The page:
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Polypoid & Papillary Cystitis: Definition & Treatment

Instructor: Alexandra Unfried

Alexandra earned her master's degree in nursing education and is currently a hospital supervisor/administrator.

Polypoid and papillary cystitis affects the bladder and is often misdiagnosed as other ailments. This lesson will discuss the definition and treatment of polypoid and papillary cystitis.

Urinary symptoms

Thomas was recently in the hospital for knee surgery and has an enlarged prostate. During the surgery he had a urinary catheter placed to control his urine. Once it was removed he had trouble peeing due to his enlarged prostate. The catheter was put back in for two days and he was able to pee after the removal. Once home Thomas has been having some painful urination for one week and has had hematuria for the last two days. He is now worried that he has a urinary tract or bladder infection so he goes to the doctor. He describes his symptoms and the doctor immediately completes several tests to see if there is an infection.

Symptoms and Diagnosis of Polypoid and Papillary Cystitis

Thomas describes his main symptoms which include painful urination and hematuria. He describes the pain with burning urination and pressure in the bladder. At times he feels like he has to strain, has had an increase in frequency, and an increase in urgency to pee.

The doctor is suspicious of some type of bladder or urinary tract infection so he begins testing. Testing includes:

  • Urinalysis
  • Urine culture
  • Urine cytology (more in-depth test of urine and cells)
  • Blood tests consisting of blood urea nitrogen (BUN), creatinine, complete blood count (CBC), and chemistry
  • Abdominal ultrasound
  • Cystoscopy (a tube with a camera is inserted into the urethra to assess the urethra and bladder; samples of tissue may be taken at this time)
  • Abdominal CT scan

Bladder cells after a cystoscopy
Bladder cells examined after a cystoscopy

Thomas's doctor initially orders a urinalysis, urine culture, urine cytology, and blood tests. The findings show red and white blood cells in the urine which indicate trauma, irritation, or infection. Kidney stones or a bladder infection are possible. The urine culture and blood tests are normal, but the urine cytology show cells that may be associated with bladder cancer. The doctor then orders an abdominal CT scan which shows a polypoid lesion and bladder wall thickening with inflammation.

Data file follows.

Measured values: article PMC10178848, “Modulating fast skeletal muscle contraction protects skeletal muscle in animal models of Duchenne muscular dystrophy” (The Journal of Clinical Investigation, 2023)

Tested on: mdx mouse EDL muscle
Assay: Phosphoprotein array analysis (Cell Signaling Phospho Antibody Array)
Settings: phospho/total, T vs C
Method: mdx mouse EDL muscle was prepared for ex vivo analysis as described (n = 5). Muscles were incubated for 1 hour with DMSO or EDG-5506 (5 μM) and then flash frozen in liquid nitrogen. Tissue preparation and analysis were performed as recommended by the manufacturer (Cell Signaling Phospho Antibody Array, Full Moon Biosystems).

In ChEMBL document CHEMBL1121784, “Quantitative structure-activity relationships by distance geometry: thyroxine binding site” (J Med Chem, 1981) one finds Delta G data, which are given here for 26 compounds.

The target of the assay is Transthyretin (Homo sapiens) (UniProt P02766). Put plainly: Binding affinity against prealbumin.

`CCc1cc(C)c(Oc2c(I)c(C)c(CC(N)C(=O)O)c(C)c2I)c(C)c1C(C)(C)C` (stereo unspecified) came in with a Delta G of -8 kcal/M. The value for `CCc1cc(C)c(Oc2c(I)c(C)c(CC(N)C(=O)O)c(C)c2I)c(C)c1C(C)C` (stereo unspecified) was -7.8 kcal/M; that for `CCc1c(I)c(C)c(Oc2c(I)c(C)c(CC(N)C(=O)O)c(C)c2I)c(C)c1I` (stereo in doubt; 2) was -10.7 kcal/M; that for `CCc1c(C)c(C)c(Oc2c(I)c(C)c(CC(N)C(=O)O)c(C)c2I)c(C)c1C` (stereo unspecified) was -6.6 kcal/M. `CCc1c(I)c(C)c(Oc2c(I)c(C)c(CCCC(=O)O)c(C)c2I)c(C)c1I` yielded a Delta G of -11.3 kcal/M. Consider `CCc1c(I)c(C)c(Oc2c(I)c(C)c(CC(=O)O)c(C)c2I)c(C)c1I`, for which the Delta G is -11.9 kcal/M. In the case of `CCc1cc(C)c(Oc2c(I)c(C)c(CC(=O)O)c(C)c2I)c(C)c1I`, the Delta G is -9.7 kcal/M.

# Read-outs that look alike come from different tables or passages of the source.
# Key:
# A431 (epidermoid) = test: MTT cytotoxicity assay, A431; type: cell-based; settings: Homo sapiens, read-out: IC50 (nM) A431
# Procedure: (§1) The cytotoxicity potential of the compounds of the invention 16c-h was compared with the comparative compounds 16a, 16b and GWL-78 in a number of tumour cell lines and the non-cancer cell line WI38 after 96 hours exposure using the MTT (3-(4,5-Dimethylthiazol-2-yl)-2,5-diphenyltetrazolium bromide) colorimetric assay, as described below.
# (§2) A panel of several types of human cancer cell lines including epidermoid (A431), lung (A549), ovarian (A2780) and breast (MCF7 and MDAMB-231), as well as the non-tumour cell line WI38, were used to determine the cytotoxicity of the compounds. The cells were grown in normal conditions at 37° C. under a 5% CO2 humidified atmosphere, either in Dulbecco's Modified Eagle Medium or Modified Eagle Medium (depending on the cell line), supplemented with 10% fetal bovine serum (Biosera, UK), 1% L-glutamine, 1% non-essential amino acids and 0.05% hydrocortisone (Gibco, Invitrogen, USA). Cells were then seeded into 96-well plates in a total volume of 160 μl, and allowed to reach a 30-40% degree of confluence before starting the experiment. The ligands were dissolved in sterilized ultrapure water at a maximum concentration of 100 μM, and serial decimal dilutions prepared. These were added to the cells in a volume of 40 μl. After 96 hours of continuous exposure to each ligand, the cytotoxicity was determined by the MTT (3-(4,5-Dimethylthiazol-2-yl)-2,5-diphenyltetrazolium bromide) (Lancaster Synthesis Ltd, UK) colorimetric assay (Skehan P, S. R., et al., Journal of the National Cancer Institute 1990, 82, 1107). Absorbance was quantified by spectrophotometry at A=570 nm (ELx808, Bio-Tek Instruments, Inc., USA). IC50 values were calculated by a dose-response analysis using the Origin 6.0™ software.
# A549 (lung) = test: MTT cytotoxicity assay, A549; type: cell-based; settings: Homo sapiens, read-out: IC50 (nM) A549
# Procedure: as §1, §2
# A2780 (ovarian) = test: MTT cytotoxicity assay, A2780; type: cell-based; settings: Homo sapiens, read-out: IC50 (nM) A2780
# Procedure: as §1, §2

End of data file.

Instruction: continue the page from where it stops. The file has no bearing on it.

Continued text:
The doctor suspects polypoid and papillary cystitis but wants to make sure there are no cancerous cells so he also performs a cystoscopy and obtains a small sample of the lesion. The cystoscopy confirms that the lesion is not malignant so it is not cancerous. Thomas is diagnosed with polypoid and papillary cystitis due to the inflammation, thickening of the bladder wall, and lesion. Thomas asks his doctor to explain what polypoid and papillary cystitis is.

What is Polypoid and Papillary Cystitis?

Polypoid and papillary cystitis are described as a benign lesion in the mucosal lining of the bladder. The most common cause of polypoid and papillary cystitis is urinary catheterization; however, it can occur randomly as well. This type of cystitis is often similar to findings of bladder cancer. The inflammation and lesion causes the urinary symptoms that Thomas has.

The only difference between polypoid and papillary cystitis is that polypoid cystitis is acute and papillary cystitis is chronic. This is differentiated by looking at the structure of the mucosal thickening and lesion. Polypoid lesions are broad based with a tapered end lined by normal lining of the bladder. Papillary lesions have stromal fibrosis which is an increased thickening in the tissue of the lesion along with the supportive tissue. It is possible for someone to have polypoid and papillary cystitis at the same time. Now that Thomas knows what is wrong, he asks the doctor how it is treated.

Urinary catheter that can irritate the bladder
Urinary catheter that can irritate the bladder

Treatment of Polypoid and Papillary Cystitis

Treatment of polypoid and papillary cystitis varies depending on the symptoms and size of the lesion. The first line of treatment is to remove the source of irritation which in some cases involves removing the urinary catheter. However, there may be no source of irritation for some patients. There is usually no other treatment that is needed. However, if symptoms are bothersome, medications such as antibiotics are used to ensure the infection goes away. Very rarely will the lesion have to be removed. Polypoid and papillary cystitis tends to resolve on its own.

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